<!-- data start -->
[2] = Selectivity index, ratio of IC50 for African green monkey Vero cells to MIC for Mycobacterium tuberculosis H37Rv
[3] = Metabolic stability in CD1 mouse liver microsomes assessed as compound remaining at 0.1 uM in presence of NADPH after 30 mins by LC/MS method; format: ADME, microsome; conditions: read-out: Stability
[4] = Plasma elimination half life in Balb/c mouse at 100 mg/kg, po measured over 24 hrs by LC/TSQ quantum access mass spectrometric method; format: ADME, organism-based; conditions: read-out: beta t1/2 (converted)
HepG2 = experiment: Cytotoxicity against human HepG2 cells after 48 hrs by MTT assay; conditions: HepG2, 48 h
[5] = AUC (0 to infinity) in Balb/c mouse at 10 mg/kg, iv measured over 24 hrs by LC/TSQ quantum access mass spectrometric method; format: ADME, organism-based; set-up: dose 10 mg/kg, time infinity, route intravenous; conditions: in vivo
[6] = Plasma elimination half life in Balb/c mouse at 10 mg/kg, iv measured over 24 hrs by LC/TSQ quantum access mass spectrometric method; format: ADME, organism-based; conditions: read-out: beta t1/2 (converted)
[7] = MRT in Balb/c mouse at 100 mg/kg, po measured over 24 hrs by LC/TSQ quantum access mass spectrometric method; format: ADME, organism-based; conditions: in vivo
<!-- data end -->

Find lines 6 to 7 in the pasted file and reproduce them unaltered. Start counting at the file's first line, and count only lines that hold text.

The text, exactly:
[6] = Plasma elimination half life in Balb/c mouse at 10 mg/kg, iv measured over 24 hrs by LC/TSQ quantum access mass spectrometric method; format: ADME, organism-based; conditions: read-out: beta t1/2 (converted)
[7] = MRT in Balb/c mouse at 100 mg/kg, po measured over 24 hrs by LC/TSQ quantum access mass spectrometric method; format: ADME, organism-based; conditions: in vivo